Thanks to reading another hubber’s , Onlera, articleabout supporting anime, I know that Netflix is an option. Verizon’s mistake could not come at a better time. Netflix is running a special of a one-month free trial. I am more than willing to pay to see the shows I want when I want without worrying if it will be ripped from me with little notice and then be subject to increased fees after the trial offer. And I can also sign-up for a free trial of HD, commercial free episodes on Funimation.
A Viewer of Funimation:
Part of the aforementioned letter states that “This programming has been discontinued due to very low viewership.” I find this hard to believe. But then again, I do not have Verizon’s figures sitting in front of me. Here is what I can say. I do not have much time to watch television, but when I do, there are only a few select channels I go to. And Funimation is the top of the list. As I look at my DVR list, 7 out of 14 shows and movies are from Funimation. They include Dragonaut, Fairy Tale, Witchblade, Choas;HEAd, Chrome Shelled Regios, Darker Than Black, and Trigun Badlands Rumble. This list would be even longer if I had not already watched Yu-Yu Hakusho, B Gata H Kei,and other shows that are in re-runs like Baka and Test.The point is this one person racks up a lot of hours of Funimation viewing in a week.
Even as I sat down last night to return papers to my online students, the chattering voices of familiar Funimation characters resounded in the background. I looked up at 9:27pm EST, as something strange appeared in my periphery. A scrolling message now graces the bottom of the Funimation channel. It thanks its viewers for their support and Funimation tells us that they are trying to work with Verizon to keep the channel from being dropped. I do hope negotiations go well. If not, I certainly have other options that I would be more than willing to pay for. In the mean time, I hope this article reaches my fellow anime fans. And on Monday I will certainly call Verizon to let them know how I feel. Funimation is urging us to keep letting Verizon aware of the impact this decision would have on Funimation viewers. One thing is for sure, the final decision should not be made lightly. Please make Verizon’s choice easier by showing support for Funimation.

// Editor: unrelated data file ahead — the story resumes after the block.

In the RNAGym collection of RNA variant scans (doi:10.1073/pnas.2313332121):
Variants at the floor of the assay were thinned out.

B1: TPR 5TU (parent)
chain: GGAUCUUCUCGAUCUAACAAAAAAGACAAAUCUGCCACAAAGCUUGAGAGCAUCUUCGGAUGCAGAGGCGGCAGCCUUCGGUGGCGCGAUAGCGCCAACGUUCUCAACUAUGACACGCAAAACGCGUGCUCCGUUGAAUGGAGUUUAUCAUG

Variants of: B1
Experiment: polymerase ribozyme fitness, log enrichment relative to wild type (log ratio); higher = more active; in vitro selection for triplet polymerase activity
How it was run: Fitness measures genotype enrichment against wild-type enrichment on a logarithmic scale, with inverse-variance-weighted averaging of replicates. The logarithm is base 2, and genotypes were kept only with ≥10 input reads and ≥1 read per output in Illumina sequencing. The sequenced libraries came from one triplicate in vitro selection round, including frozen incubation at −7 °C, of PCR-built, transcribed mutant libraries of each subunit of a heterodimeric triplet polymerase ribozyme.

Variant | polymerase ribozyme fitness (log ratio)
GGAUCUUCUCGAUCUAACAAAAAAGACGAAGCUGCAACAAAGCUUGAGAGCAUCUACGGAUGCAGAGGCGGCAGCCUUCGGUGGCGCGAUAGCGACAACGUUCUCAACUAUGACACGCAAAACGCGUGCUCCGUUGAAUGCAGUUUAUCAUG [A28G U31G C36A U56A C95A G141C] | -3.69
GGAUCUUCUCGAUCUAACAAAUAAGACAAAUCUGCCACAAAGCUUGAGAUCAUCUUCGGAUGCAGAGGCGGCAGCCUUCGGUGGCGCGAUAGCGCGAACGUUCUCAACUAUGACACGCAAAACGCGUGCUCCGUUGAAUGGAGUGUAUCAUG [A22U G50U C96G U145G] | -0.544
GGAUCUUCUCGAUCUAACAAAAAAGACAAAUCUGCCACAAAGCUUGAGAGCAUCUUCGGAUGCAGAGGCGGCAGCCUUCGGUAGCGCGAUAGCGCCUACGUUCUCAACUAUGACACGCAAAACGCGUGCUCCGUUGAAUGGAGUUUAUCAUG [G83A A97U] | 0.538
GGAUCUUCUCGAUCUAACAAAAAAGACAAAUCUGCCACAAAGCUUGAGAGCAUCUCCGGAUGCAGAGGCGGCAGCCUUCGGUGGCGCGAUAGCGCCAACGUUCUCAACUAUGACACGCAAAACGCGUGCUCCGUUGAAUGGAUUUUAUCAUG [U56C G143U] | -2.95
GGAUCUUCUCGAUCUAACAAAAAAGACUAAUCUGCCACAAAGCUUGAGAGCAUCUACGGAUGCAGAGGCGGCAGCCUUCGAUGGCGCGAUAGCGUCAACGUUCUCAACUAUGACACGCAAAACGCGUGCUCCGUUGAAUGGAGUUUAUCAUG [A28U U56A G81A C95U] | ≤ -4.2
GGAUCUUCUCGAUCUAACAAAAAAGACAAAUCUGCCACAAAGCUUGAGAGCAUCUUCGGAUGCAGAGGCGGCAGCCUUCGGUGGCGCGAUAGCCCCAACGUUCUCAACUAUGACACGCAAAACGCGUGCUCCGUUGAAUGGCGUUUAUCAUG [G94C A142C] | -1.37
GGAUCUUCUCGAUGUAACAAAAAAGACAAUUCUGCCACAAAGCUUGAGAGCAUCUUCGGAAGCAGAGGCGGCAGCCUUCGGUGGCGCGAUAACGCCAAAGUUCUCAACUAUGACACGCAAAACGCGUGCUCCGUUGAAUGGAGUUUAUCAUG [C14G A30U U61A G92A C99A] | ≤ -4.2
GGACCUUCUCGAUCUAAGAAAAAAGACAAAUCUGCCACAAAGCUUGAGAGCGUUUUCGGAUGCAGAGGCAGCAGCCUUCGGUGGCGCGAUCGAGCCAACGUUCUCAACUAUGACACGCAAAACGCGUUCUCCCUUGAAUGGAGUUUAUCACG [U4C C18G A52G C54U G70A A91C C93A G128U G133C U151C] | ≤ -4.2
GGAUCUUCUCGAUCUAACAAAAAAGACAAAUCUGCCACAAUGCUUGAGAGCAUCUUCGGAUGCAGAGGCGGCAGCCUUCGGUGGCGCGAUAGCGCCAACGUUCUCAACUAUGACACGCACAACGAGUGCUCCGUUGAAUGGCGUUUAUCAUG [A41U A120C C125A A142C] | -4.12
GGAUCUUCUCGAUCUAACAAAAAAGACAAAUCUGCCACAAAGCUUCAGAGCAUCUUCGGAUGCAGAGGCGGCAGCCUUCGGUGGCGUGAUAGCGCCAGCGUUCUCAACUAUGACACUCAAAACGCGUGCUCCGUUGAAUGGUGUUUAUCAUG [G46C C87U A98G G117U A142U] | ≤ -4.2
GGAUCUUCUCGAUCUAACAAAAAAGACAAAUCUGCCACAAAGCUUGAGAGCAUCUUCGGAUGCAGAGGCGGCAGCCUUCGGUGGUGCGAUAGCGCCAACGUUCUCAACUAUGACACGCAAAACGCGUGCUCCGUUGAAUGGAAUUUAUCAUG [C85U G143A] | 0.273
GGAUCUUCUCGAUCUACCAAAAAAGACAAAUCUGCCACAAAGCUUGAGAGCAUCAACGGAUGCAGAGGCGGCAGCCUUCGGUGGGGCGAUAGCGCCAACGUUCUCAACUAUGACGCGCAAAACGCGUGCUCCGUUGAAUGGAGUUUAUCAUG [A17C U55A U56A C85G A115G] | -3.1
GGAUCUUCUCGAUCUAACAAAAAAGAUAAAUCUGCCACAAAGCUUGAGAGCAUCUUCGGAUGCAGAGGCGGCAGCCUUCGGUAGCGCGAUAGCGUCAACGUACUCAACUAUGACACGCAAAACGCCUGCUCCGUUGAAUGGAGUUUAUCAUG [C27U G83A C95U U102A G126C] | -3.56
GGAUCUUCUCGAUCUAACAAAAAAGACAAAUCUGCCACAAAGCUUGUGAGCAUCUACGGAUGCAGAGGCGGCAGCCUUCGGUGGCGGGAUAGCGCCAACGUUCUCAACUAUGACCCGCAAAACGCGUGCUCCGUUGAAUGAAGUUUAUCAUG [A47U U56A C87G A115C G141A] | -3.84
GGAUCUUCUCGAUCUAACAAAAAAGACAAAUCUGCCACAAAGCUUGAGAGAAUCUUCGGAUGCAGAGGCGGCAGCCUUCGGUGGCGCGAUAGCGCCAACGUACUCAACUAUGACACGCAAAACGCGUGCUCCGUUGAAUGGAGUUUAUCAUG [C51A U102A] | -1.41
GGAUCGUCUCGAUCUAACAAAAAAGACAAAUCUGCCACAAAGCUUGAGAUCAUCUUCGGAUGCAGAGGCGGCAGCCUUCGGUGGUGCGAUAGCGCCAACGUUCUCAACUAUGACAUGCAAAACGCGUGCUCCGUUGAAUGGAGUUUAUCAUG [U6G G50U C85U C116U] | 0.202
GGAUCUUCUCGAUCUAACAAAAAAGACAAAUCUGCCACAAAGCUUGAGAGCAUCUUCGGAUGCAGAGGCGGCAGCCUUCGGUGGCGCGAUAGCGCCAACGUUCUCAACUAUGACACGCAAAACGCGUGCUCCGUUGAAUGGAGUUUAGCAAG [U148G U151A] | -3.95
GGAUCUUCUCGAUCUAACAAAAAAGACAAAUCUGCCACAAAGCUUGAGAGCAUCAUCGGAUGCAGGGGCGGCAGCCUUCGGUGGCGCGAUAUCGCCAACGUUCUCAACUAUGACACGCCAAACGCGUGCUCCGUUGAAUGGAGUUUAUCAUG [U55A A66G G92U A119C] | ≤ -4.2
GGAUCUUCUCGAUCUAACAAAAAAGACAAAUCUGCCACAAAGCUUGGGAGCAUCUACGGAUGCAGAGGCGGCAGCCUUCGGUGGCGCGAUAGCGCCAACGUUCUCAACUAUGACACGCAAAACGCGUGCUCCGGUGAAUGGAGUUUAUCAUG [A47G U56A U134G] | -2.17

Are You a Fan?
If you have Verizon, do you watch the Funimation channel?See results without voting
Well unfortunately I had to update this article in a way I was hoping to avoid. A few weeks ago I sat down on the couch to enjoy the little bit of down time I get in a day. As I nestled into the couch cushions, I realized something was wrong with the television. Originally the children were watching a DVD, but the preset channel was 262, Funimation. When they were done watching and I switch the TV from auxiliary mode to television mode the TV went black. I figured it was another lapse in service. In a way it was. I checked service by trying to go to other channels. There was life in cable after all. But as I scrolled using the guide option, Funimation was off the list. So I am down to the last of my Funimation series episodes that are on DVR. What a pity and shame. So, on to Netflix and signing up on Funimation to stream episodes through my computer.
More by this Author
Briefly explores the history of the term "madness" and how scholars need to move beyond just using the phrase "mad woman in the attic." Posits that Antoinette successfully uses "madness" to her advantage by utilizing...
An in-depth analysis of the principle characters in Alice Childress' Trouble in Mind based on their thoughts concerning race. The roles the characters play in Chaos in Belleville are examined as well in relation to...
An exploration of how Olaf's words and actions undermine what is truly intended in the short story "Big Good Black Man."